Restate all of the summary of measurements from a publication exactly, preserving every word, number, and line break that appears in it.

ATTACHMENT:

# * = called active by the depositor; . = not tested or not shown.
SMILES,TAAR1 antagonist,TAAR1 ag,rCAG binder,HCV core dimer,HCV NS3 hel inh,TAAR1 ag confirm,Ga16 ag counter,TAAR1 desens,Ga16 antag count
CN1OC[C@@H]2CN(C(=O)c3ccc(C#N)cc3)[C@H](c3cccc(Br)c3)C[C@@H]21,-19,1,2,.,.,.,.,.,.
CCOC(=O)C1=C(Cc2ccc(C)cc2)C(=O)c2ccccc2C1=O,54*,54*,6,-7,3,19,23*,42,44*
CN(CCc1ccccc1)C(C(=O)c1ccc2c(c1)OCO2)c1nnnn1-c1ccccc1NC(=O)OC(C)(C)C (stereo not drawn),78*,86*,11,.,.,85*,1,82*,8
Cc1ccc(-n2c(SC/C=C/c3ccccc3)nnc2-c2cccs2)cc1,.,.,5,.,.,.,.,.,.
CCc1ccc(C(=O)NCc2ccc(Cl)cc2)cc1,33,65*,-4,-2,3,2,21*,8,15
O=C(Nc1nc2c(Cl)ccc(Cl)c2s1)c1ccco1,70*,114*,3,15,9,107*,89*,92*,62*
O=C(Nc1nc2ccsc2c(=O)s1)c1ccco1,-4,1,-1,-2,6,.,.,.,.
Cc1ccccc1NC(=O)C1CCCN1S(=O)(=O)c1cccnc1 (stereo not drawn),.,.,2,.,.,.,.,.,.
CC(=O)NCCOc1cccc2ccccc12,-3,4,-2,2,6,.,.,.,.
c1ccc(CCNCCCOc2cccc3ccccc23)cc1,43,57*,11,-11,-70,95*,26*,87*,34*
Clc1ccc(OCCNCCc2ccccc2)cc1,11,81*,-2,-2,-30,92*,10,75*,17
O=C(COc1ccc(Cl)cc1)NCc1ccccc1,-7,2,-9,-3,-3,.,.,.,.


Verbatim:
# * = called active by the depositor; . = not tested or not shown.
SMILES,TAAR1 antagonist,TAAR1 ag,rCAG binder,HCV core dimer,HCV NS3 hel inh,TAAR1 ag confirm,Ga16 ag counter,TAAR1 desens,Ga16 antag count
CN1OC[C@@H]2CN(C(=O)c3ccc(C#N)cc3)[C@H](c3cccc(Br)c3)C[C@@H]21,-19,1,2,.,.,.,.,.,.
CCOC(=O)C1=C(Cc2ccc(C)cc2)C(=O)c2ccccc2C1=O,54*,54*,6,-7,3,19,23*,42,44*
CN(CCc1ccccc1)C(C(=O)c1ccc2c(c1)OCO2)c1nnnn1-c1ccccc1NC(=O)OC(C)(C)C (stereo not drawn),78*,86*,11,.,.,85*,1,82*,8
Cc1ccc(-n2c(SC/C=C/c3ccccc3)nnc2-c2cccs2)cc1,.,.,5,.,.,.,.,.,.
CCc1ccc(C(=O)NCc2ccc(Cl)cc2)cc1,33,65*,-4,-2,3,2,21*,8,15
O=C(Nc1nc2c(Cl)ccc(Cl)c2s1)c1ccco1,70*,114*,3,15,9,107*,89*,92*,62*
O=C(Nc1nc2ccsc2c(=O)s1)c1ccco1,-4,1,-1,-2,6,.,.,.,.
Cc1ccccc1NC(=O)C1CCCN1S(=O)(=O)c1cccnc1 (stereo not drawn),.,.,2,.,.,.,.,.,.
CC(=O)NCCOc1cccc2ccccc12,-3,4,-2,2,6,.,.,.,.
c1ccc(CCNCCCOc2cccc3ccccc23)cc1,43,57*,11,-11,-70,95*,26*,87*,34*
Clc1ccc(OCCNCCc2ccccc2)cc1,11,81*,-2,-2,-30,92*,10,75*,17
O=C(COc1ccc(Cl)cc1)NCc1ccccc1,-7,2,-9,-3,-3,.,.,.,.